Some buses are regular and stop everywhere (and I mean everywhere, people will stand on the side of the road five feet apart and expect the bus to drive right up to them before they get on, the concept of bunching up with the other waiting passengers seems as alien to them as sobriety to an Irishman. Needless to say, regular buses rarely get above second gear and their journeys take slightly longer than forever to complete. I was on a regular bus once and we were overtaken by a man on a horse, trotting along the side of the road!). Some buses are express, which means they trawl around town picking up passengers, then pick up more stragglers on the highway on the outskirts of town (just like the regular buses); then the drivers (who all have a cavalier attitude to passenger safety at the best of times and learned to drive on a race-track, if they learned at all) accelerate violently to dangerously high speeds, which they keep up until they hit the next town, or the next pedestrian, or the next vehicle, whichever crosses their path first. Then there are the buses which are regular for some of the route and express for the rest – they do this because the bus company has a license to pick up passengers on one highway but not on another. So the bus from PG or Dangriga in the south to Belize City in the north is slowly and putteringly regular all the way to Belmopan, then suddenly and aggressively express for the rest of the journey. And then there are the bus station rules involving standing passengers – everyone is supposed to be seated, and buses aren’t allowed to leave the station with anyone standing. So, before every journey, the conductor works their way through the bus, arranging and re-arranging bodies into seats like an expert gamer playing Tetris, then alternately cajoling, pleading and ordering the remaining passengers to either get off the bus or squat on the floor. Moving around this country by bus can be both fun and trying in equal measure…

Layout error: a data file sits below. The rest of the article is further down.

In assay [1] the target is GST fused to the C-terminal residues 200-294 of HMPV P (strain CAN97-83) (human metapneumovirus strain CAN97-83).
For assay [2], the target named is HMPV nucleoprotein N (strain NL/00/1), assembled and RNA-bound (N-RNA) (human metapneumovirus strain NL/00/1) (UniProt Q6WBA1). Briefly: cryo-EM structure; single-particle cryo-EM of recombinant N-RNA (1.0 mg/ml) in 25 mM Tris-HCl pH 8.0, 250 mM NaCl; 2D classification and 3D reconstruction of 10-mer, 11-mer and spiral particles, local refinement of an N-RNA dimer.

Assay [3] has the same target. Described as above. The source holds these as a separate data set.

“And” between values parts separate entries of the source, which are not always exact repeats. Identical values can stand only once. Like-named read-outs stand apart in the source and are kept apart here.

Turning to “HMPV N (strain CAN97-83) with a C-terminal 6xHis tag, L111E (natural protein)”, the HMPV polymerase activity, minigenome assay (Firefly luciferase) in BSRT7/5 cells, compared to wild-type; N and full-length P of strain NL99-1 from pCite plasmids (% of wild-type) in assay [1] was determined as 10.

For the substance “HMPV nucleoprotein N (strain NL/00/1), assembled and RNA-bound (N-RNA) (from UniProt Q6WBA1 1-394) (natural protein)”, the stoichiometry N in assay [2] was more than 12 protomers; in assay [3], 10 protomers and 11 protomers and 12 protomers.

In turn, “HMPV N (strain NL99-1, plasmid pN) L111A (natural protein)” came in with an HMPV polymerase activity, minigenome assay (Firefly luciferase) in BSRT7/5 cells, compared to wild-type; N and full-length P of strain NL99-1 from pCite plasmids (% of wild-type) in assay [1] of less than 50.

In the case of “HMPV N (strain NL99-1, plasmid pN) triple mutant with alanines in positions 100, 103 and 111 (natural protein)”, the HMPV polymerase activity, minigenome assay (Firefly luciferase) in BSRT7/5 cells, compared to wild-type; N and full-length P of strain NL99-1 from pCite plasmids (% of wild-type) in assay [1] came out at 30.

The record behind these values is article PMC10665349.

After investigating the bus situation on the Thursday before Easter, i.e. leaving it until the last possible moment, the day before (as usual), I find out that there’ll be all of three buses running on Good Friday. And after drinking too much rum on Thursday night and waking up so late on Friday that I’ve already missed the first two, I elect to have another crack at it the following day. And I haven’t made my life any easier by deciding to go to a beach resort – not only does everyone in Belize go away over Easter, they all go to the beach. My plans to go to Tobacco Caye have been scuppered by the fact that there’s only a handful of places to stay on the island, and the hotelier I rang during the week has lost my reservation and given my room to someone else. So I go to Placencia instead with my friend Ginny – she’s Australian, so she doesn’t care where she goes, so long as there’s alcohol there.
There’s supposed to be a normal bus service on the Saturday, although the bus station is suspiciously full of people and suspiciously lacking in buses when I arrive. As usual, no-one has the foggiest idea of when the buses are arriving or leaving, so I peruse the ‘timetable’ while I wait for Ginny. The schedules consist of a series of yellowing hand-written charts glued to (and now slowly peeling from) the wall, covered in endless, barely legible additions and deletions, all written in a language that looks like a combination of Sanskrit and Esperanto. Fortunately, a station attendant passes by while I’m goggling at the wall, asks me where I’m going and, not only is he one of the few people who knows the real timetable, but he tells me the bus is leaving in the next few minutes. As he leaves, he wishes me a cryptic and slightly worrying ‘Good Luck’.